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Author FAQs: Proposal Reviews

Q. Are all book proposals peer-reviewed?

It is our policy to peer review all proposed book projects before offering a contract, including Open Access proposals. If you would like further details on this, please ask your editor.

Q. How do you select proposal reviewers?

Reviewers are generally a group of carefully picked academics with significant knowledge in a discipline relevant to the topic of the book. For textbooks, we aim to use reviewers that regularly teach the course relevant to the proposed book. We try to avoid reviewers that have a close connection to the proposed book or its authors, or that have authored a closely competing book.

Q. What kinds of questions are reviewers asked about my book proposal?

Questions include:

  • What do you consider to be the main strengths of the materials you have been asked to review?
  • Are there any missing topics or additional content you would suggest?
  • Does the organization look sensible to you?
  • Does this material intrigue you enough to want to have this book on your shelf?
  • What other books are you aware of in this area, and how do they compare to this book?
  • Are you confident of the quality of the sample material presented?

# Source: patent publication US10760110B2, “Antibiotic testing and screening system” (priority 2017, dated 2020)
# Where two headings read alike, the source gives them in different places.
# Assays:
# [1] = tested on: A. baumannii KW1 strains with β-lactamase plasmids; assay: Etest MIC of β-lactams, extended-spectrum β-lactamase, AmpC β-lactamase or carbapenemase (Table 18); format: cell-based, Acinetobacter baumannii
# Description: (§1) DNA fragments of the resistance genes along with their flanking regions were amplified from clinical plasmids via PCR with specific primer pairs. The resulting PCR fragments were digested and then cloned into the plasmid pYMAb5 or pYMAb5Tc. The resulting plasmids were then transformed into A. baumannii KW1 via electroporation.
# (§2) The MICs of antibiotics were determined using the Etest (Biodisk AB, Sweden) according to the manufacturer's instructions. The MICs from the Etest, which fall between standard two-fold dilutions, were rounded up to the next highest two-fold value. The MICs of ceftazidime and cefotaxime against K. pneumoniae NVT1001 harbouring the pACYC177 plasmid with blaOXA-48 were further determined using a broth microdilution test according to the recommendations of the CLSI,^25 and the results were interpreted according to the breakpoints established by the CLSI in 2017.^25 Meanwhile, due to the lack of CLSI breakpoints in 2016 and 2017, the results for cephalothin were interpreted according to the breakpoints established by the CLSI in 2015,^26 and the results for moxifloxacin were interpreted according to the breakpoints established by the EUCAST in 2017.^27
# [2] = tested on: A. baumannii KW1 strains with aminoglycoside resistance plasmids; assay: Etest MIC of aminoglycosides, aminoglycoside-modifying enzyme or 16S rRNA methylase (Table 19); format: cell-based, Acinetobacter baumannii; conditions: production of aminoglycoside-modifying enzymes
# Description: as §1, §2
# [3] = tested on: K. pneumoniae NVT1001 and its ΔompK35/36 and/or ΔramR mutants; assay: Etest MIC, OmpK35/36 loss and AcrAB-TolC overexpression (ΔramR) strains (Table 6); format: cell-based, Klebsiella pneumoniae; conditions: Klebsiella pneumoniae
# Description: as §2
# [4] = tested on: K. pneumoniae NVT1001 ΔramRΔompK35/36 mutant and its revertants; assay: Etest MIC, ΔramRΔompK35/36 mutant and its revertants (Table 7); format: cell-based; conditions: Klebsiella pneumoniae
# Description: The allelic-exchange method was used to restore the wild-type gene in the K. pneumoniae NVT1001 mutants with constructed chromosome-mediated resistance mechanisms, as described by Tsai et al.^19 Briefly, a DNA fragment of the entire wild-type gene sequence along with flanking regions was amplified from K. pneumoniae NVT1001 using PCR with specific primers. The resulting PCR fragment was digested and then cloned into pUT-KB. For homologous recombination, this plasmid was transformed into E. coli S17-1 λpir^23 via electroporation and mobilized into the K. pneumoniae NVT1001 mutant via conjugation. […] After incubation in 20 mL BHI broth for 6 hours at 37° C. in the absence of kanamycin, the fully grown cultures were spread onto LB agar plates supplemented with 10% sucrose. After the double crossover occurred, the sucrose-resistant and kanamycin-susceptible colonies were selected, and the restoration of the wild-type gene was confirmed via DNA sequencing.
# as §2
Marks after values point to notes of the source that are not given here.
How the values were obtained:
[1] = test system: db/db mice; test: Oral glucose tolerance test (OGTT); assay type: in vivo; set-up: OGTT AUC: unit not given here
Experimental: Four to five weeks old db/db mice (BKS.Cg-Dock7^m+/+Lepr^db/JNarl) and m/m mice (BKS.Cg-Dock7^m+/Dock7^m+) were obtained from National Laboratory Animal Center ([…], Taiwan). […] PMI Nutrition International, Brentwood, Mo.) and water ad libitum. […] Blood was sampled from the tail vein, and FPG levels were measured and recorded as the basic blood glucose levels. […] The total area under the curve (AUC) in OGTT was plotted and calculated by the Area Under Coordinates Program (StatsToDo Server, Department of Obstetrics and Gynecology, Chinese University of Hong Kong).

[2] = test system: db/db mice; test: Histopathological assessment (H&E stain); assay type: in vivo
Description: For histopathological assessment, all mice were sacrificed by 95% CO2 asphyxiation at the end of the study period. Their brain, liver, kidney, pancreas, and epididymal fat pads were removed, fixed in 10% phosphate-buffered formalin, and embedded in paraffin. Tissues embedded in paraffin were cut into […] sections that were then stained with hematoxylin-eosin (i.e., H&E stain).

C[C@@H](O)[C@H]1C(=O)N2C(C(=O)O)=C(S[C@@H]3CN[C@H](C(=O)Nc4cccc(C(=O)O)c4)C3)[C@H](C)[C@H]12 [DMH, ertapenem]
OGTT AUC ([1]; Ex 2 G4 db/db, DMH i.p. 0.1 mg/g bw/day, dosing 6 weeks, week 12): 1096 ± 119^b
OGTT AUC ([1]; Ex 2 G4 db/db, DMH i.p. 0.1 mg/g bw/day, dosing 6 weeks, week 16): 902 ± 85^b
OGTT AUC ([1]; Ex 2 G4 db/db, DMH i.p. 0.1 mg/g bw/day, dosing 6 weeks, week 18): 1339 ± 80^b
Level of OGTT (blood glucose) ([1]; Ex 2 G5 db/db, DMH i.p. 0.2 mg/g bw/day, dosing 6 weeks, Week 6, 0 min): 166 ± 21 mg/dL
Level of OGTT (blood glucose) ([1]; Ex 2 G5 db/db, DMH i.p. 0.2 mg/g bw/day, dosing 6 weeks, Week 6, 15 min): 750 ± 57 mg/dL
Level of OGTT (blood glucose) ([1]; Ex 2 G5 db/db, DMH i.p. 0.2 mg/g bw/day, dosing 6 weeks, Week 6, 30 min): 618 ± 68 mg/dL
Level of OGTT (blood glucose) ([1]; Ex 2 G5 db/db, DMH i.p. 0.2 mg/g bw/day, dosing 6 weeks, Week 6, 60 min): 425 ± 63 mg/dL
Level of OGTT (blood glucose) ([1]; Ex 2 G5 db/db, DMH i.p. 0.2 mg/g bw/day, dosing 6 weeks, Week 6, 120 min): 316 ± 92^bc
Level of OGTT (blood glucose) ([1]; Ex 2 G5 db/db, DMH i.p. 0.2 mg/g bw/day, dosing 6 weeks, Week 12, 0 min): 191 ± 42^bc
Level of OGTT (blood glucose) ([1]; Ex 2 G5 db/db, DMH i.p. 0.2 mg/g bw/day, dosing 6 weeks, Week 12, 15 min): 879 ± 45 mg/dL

• What is your overall impression of the proposed book?

Q. Must I incorporate reviewers’ suggestions I don’t agree with?

This depends. If any suggestions seem unfair or irrelevant, your acquiring editor can go back to the reviewer to clarify or accept your rational reasons for dismissing the comments. If only one of five reviewers thinks you should completely restructure your book, for instance, we would not insist you do so! However, if there is a consistent feeling that certain topics should be added or changes made, taking on board these suggestions may be a make or break for a contract offer.

Q. Can a bad review hurt my chances of getting published?

It may. We are seeking constructive criticism for your manuscript. Reviewers are chosen because they have expert knowledge in the field, and they should be providing comments that will help you shape your manuscript to bring value to the marketplace. Not every book idea is a winner. But in many cases, the idea can be reworked. Don’t give up! Restructure the proposal, invite colleagues to help formulate a more succinct proposal and table of contents, accept the comments of the surveyors, and try again.